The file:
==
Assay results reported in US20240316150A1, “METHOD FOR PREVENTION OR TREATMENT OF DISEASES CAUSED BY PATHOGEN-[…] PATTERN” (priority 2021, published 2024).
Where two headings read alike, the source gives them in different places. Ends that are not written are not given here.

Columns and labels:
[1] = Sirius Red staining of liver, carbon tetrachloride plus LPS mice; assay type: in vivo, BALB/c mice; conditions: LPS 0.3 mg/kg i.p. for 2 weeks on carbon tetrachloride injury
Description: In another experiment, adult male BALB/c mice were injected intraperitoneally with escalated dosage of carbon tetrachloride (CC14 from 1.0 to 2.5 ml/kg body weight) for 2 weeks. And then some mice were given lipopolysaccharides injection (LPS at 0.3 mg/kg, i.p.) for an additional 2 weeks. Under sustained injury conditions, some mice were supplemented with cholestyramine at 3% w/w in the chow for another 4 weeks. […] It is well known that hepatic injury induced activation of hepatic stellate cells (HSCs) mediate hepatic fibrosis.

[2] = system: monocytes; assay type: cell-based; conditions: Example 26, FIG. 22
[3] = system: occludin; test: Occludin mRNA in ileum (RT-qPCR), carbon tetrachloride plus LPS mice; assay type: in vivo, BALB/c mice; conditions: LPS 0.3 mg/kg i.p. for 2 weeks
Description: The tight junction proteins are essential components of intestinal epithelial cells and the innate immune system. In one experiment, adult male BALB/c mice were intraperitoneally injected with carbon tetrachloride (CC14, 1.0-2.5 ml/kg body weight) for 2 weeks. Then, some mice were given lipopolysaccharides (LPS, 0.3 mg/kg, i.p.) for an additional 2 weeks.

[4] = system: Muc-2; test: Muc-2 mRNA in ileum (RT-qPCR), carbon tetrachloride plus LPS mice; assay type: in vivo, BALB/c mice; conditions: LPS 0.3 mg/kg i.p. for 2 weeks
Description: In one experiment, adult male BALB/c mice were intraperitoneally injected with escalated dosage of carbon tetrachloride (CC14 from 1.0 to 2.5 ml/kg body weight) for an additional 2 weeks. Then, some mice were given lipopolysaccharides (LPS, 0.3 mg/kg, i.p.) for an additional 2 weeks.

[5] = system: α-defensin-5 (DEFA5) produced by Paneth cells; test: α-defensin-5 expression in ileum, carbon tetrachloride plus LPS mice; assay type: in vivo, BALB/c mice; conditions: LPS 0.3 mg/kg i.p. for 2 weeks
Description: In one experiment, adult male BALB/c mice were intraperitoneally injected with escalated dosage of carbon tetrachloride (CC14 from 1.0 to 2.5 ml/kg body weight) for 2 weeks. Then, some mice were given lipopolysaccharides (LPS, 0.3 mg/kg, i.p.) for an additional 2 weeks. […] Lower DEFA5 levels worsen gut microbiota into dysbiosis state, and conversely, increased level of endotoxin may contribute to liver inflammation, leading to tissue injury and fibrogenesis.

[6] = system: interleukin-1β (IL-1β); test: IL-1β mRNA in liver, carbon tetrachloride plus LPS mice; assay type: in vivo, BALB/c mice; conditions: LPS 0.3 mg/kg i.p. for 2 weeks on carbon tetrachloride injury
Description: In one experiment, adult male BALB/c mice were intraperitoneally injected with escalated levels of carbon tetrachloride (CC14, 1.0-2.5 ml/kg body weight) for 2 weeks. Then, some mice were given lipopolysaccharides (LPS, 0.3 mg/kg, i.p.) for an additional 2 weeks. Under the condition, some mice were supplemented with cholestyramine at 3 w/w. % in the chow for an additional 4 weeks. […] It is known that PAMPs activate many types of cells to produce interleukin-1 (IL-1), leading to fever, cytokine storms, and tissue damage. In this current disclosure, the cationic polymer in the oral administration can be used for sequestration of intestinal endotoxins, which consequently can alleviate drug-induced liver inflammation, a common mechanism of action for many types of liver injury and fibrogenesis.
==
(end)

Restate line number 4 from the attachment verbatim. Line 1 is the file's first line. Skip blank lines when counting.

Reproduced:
[1] = Sirius Red staining of liver, carbon tetrachloride plus LPS mice; assay type: in vivo, BALB/c mice; conditions: LPS 0.3 mg/kg i.p. for 2 weeks on carbon tetrachloride injury